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As Congress teetered on the brink of shutdown Monday evening, members scrambled to submit their lists of who would be deemed “essential” and “nonessential” in the wake of a shutdown.
By 5 p.m., each House office needed to figure out whose primary job responsibilities “directly related to constitutional responsibilities, the protection of human life, or the protection of property.”
All others would be furloughed.
House Administration Committee staff did not to comment on how many questions they had fielded from chiefs of staff wondering how to decide whom to keep around on Tuesday. According to documents published by the committee, the answer would be those staff who are an “integral part of the deliberative and communicative process by which members participate in committee and House proceedings.”
For instance, such a description would include the people who tally votes, draft bills and resolutions, provide parliamentary and legal advice and research and handle technological support.
Sample letters to be sent to essential House employees notified them to continue reporting on a regular schedule, with any scheduled paid time off canceled until further notice.
“We appreciate the difficulty and anxiety this situation creates,” the closing paragraph of the letter states. Retroactive pay is likely, but not guaranteed. House members and their staffs are paid on the final day of every month.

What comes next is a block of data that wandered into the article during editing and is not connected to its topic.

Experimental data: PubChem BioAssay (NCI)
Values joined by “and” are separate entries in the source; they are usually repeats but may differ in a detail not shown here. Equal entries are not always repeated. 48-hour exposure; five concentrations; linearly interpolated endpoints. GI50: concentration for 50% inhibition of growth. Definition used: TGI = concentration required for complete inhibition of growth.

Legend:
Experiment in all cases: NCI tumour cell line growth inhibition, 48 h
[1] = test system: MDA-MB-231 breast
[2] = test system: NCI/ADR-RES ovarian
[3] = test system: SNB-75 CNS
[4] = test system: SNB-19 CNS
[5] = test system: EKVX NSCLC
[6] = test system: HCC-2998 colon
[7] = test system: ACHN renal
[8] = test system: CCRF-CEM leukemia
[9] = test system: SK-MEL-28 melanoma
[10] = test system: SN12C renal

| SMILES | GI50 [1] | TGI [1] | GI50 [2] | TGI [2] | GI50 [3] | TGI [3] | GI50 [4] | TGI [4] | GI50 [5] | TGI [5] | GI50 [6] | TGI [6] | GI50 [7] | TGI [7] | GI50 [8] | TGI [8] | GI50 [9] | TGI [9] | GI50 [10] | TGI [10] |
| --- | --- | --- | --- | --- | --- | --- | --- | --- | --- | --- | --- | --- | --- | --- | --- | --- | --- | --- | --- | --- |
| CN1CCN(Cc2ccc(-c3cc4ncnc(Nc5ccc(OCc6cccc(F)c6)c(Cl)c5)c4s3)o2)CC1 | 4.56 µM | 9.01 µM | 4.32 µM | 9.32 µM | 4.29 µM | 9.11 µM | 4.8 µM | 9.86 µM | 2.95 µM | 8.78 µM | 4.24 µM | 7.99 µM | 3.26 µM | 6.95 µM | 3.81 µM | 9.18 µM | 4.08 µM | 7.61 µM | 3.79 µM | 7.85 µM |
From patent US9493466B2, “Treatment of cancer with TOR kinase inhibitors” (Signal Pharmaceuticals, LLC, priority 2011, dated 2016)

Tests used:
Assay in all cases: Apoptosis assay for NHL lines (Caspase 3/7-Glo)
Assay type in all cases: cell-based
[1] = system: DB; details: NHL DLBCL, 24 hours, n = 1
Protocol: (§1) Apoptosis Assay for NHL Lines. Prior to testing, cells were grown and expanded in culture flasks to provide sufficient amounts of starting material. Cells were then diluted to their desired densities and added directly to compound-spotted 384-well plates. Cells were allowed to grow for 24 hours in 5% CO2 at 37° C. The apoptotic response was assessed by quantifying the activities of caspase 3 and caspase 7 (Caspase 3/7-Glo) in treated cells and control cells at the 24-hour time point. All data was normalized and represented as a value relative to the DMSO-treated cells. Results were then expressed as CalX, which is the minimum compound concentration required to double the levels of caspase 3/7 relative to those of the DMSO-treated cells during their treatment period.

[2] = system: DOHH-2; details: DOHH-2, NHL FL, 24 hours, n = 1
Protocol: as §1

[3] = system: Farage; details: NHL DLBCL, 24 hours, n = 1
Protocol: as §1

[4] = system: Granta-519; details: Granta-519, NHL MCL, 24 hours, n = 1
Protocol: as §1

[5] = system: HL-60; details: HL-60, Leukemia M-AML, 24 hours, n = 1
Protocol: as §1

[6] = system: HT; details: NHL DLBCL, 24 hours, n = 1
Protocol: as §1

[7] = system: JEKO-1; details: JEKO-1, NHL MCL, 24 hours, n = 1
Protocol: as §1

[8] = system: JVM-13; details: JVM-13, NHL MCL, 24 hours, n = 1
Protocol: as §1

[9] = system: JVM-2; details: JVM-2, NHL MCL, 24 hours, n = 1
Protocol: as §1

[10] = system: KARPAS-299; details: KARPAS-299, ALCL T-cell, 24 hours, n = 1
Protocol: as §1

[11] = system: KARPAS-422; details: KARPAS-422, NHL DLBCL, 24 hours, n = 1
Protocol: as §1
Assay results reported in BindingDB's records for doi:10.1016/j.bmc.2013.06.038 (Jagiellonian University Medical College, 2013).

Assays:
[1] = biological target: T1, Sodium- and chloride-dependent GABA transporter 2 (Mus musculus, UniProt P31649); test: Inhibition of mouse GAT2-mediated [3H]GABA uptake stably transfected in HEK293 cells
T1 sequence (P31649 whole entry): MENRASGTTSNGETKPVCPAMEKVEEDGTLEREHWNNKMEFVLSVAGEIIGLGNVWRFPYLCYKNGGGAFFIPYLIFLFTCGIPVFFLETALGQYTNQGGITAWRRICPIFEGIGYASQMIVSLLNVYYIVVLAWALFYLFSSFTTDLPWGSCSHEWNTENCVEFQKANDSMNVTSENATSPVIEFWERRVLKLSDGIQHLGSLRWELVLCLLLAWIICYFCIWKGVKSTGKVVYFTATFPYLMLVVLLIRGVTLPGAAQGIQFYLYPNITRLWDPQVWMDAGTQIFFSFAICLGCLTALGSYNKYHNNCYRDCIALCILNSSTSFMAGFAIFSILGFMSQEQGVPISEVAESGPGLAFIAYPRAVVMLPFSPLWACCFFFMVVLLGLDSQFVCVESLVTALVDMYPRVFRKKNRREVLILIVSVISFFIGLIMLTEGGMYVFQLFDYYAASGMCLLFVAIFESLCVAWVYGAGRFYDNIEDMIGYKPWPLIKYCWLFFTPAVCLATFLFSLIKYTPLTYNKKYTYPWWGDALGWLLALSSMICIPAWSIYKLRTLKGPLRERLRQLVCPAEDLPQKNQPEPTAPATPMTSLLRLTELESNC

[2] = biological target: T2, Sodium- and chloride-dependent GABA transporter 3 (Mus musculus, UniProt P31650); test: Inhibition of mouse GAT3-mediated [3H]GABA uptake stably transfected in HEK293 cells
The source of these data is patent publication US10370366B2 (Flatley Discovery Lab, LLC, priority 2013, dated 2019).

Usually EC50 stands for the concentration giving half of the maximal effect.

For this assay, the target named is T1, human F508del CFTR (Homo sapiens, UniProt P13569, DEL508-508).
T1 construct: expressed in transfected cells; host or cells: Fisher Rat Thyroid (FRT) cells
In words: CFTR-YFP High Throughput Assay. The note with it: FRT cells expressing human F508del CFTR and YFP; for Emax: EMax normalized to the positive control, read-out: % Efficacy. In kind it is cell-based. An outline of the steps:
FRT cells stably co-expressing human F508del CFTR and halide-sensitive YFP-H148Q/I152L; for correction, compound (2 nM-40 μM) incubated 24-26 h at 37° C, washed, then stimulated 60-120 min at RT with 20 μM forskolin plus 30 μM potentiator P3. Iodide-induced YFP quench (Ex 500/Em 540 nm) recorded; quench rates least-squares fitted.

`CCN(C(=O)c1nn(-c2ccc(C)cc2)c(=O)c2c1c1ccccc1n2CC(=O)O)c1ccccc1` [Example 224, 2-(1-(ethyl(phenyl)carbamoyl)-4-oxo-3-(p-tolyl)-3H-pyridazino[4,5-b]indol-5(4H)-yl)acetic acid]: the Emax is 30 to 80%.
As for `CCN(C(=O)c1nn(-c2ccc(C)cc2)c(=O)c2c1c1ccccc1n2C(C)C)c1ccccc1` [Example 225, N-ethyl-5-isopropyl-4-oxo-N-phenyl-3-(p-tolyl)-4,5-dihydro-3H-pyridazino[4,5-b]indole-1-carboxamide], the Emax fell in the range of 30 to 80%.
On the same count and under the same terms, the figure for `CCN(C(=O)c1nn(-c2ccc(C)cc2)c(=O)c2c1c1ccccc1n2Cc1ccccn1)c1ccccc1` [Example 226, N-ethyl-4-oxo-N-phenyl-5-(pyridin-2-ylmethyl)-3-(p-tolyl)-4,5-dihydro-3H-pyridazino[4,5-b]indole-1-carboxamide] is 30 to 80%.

For those on the Senate payroll, Friday is payday and they should be able to account for every dime earned between Sept. 16 and Sept. 30. But the next payday, on Friday, Oct. 18, is less certain.
“We’re not sure how that’s going to work out,” an employee in the Senate Disbursing Office said Monday afternoon. Requests for comment from the Senate Rules and Administration Committee and the Senate Financial Clerk’s office were not returned.
Sen. Mark Pryor, D-Ark., deemed the big, blue van that rolls through the Arkansas countryside on behalf of the senator “nonessential.” His office announced that a planned tour would come to a halt Tuesday, and stops at four towns in the southwestern part of the state would be postponed.
Senate Sergeant-at-Arms Terrance Gainer provided employees with an outlook of how the chamber’s services would function during a shutdown late last week, including the Capitol Police. Security would remain at “full operational strength,” but officers outside the doors on Monday said they were still wondering when they would be paid.